When Cirque du Soleil, the award winning and the largest contemporary circus producers in the world, came to India (Mumbai), we immediately made a short family holiday plan, a break from work in Bangalore and into one of the most enthralling shows.
We chose the show called ‘Bazaar’. Circuses have the ability to mesmerize at the magnificent wonder of our own human abilities; Cirque du Soleil is strictly a human only performance art – no animals are used in their shows. To witness a circus is to go back into your childhood. Nostalgia seeps in when we enter the circus tent which has a dream-like quality that makes you forget the daily grind and get into it with a child-like curiosity and openness. As my family and I took our seat, for two hours, we were completely immersed in the mesmerizing experience of sights & sounds and the flawless performances of the artists.
During the show I also realised that to pull off a show of this magnitude, there are two ‘parts’ that we must all play to make for a flawless experience: The Star and the Supporting Role
The show had at least 20 performers. Each with their own special talent and one as good as the next in their own field. There was an expert cyclist, a contortionist, a ballet dancer, an acrobat, a stilt-walker and more. In the whole rigmarole of a performance, each one got their opportunity to be the star of a particular sequence where their talent was showcased akin to a primadonna in an opera. Each one made sure that they brought in their best act, adding a lot of chutzpah to the whole two hour performance.
A parallel of a phenomenon like this in our workplaces is when we have a big project or an event to handle, we have various experts that come in, each one of us with our own definite expertise. We rely on the skills of the experts to fulfil the requirements for the project. Every expert gets a chance to lead, ‘perform’ and shine. Any kind of non-performance on the part of the expert be it lack of motivation or latest know-how could jeopardise the entire project, leaving others in a fix and causing disruption of the project itself. Therefore, it is important as experts that we take responsibility of honing our skills and showing up with it to offer solutions and counsel when needed for an amazing, note-worthy event.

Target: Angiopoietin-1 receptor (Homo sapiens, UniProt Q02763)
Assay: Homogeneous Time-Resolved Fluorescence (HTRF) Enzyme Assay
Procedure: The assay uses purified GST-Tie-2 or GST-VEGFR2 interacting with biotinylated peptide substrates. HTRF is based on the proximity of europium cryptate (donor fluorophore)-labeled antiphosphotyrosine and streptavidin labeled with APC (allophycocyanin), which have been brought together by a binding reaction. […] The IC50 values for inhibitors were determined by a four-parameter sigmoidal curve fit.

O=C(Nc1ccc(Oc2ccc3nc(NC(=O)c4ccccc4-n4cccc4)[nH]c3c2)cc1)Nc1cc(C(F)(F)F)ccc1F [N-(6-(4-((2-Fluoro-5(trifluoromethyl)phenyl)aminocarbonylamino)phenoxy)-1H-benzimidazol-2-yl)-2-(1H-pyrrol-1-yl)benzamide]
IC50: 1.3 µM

The Supporting Role:
I noticed that when one of them were doing their act, for instance, when the acrobat was at it, twisting, turning, falling, rising and doing his varied acts, the rest of the performers were making completely sure that the acrobat doesn’t get a chance to falter or fail in his act. They were the same experts, stars in their own sequences, who set aside their primary talent to get into the team spirit and become the supporting crew. Not only were they supporting the acrobat’s performance, they were also there to set up the stage for the acrobat’s performance, laying the carpets, the ropes, the cushions et al and later to clean up after the act to ready the stage for the next sequence.
The lesson in it for us in our corporate world is when we are involved in a big project, we do offer our expertise but sometimes fail to see the goal we are collectively trying to achieve. While we should play a leadership role where we have/want to, it is also important to share, enjoy, cherish, celebrate and support the other team members as well, so that the whole project succeeds.
While the team leader or the project manager takes up the final responsibility of putting up a team together, it is also in the hands of the team members to play their part to the best of their ability, bring in their expertise and double up as a team member for other experts.